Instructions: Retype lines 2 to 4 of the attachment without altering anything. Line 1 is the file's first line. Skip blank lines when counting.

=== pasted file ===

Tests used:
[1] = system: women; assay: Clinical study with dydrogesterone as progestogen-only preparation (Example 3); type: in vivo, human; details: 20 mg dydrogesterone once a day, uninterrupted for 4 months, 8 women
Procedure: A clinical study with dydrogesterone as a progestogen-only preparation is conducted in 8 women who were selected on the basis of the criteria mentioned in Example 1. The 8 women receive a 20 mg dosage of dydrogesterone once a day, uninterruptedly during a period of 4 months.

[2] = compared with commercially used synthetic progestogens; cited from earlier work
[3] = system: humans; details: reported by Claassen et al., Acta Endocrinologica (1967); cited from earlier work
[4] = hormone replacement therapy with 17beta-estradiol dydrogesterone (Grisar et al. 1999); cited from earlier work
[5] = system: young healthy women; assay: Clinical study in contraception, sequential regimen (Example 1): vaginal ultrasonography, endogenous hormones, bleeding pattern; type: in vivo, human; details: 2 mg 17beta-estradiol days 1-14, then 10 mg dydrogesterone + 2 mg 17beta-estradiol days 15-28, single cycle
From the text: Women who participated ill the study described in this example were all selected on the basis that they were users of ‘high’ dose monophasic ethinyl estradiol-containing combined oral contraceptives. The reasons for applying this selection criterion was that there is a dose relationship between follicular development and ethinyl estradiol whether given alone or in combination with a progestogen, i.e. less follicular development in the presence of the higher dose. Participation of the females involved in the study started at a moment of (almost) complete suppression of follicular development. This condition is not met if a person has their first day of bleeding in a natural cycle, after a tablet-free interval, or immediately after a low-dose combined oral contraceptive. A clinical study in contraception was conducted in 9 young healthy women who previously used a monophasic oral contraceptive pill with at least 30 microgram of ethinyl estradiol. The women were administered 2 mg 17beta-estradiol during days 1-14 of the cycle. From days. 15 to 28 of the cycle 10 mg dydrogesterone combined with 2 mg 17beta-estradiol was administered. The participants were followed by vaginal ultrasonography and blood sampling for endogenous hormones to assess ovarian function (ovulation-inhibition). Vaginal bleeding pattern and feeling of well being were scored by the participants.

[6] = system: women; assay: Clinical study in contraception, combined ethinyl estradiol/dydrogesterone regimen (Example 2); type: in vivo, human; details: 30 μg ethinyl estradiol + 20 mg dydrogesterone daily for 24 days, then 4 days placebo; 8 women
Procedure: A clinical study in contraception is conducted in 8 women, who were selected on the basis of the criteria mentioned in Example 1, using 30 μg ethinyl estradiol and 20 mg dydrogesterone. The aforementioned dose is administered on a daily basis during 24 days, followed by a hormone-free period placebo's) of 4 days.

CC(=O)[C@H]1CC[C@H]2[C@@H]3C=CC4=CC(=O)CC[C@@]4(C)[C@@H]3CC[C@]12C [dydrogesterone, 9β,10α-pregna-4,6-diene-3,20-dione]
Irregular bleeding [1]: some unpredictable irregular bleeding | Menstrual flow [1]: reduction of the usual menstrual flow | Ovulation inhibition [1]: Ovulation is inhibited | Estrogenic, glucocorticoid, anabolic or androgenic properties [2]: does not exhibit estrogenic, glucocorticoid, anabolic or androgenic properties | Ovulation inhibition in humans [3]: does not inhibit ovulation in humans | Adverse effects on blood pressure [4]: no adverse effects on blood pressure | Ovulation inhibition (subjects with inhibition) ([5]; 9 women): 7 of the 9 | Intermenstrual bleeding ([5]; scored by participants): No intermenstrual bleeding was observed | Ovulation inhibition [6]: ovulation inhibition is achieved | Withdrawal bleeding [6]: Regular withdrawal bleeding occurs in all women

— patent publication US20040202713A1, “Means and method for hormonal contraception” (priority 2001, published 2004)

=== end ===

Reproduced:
[1] = system: women; assay: Clinical study with dydrogesterone as progestogen-only preparation (Example 3); type: in vivo, human; details: 20 mg dydrogesterone once a day, uninterrupted for 4 months, 8 women
Procedure: A clinical study with dydrogesterone as a progestogen-only preparation is conducted in 8 women who were selected on the basis of the criteria mentioned in Example 1. The 8 women receive a 20 mg dosage of dydrogesterone once a day, uninterruptedly during a period of 4 months.

[2] = compared with commercially used synthetic progestogens; cited from earlier work